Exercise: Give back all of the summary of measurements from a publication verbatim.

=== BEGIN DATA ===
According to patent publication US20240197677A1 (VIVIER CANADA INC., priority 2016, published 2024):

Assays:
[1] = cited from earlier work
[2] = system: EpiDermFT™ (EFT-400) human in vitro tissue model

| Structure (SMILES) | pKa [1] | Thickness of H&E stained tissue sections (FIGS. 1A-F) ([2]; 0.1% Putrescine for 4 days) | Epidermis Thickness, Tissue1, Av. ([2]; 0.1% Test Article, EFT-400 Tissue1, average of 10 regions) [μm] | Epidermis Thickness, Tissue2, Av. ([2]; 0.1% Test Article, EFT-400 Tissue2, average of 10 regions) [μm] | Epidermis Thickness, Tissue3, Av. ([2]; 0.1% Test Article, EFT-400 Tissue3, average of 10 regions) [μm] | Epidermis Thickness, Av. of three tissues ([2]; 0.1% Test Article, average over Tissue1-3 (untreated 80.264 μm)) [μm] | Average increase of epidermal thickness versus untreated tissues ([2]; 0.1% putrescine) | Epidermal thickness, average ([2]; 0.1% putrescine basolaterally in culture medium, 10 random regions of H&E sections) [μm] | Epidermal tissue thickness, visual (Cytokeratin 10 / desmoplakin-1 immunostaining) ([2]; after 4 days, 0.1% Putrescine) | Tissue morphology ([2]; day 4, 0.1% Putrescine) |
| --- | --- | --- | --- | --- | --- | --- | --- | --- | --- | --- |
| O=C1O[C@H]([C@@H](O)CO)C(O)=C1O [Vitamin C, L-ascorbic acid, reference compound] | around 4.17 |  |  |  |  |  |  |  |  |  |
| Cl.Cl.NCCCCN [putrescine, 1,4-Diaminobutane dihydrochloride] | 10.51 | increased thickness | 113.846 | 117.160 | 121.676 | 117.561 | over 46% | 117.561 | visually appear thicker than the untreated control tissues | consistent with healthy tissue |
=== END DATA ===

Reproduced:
According to patent publication US20240197677A1 (VIVIER CANADA INC., priority 2016, published 2024):

Assays:
[1] = cited from earlier work
[2] = system: EpiDermFT™ (EFT-400) human in vitro tissue model

| Structure (SMILES) | pKa [1] | Thickness of H&E stained tissue sections (FIGS. 1A-F) ([2]; 0.1% Putrescine for 4 days) | Epidermis Thickness, Tissue1, Av. ([2]; 0.1% Test Article, EFT-400 Tissue1, average of 10 regions) [μm] | Epidermis Thickness, Tissue2, Av. ([2]; 0.1% Test Article, EFT-400 Tissue2, average of 10 regions) [μm] | Epidermis Thickness, Tissue3, Av. ([2]; 0.1% Test Article, EFT-400 Tissue3, average of 10 regions) [μm] | Epidermis Thickness, Av. of three tissues ([2]; 0.1% Test Article, average over Tissue1-3 (untreated 80.264 μm)) [μm] | Average increase of epidermal thickness versus untreated tissues ([2]; 0.1% putrescine) | Epidermal thickness, average ([2]; 0.1% putrescine basolaterally in culture medium, 10 random regions of H&E sections) [μm] | Epidermal tissue thickness, visual (Cytokeratin 10 / desmoplakin-1 immunostaining) ([2]; after 4 days, 0.1% Putrescine) | Tissue morphology ([2]; day 4, 0.1% Putrescine) |
| --- | --- | --- | --- | --- | --- | --- | --- | --- | --- | --- |
| O=C1O[C@H]([C@@H](O)CO)C(O)=C1O [Vitamin C, L-ascorbic acid, reference compound] | around 4.17 |  |  |  |  |  |  |  |  |  |
| Cl.Cl.NCCCCN [putrescine, 1,4-Diaminobutane dihydrochloride] | 10.51 | increased thickness | 113.846 | 117.160 | 121.676 | 117.561 | over 46% | 117.561 | visually appear thicker than the untreated control tissues | consistent with healthy tissue |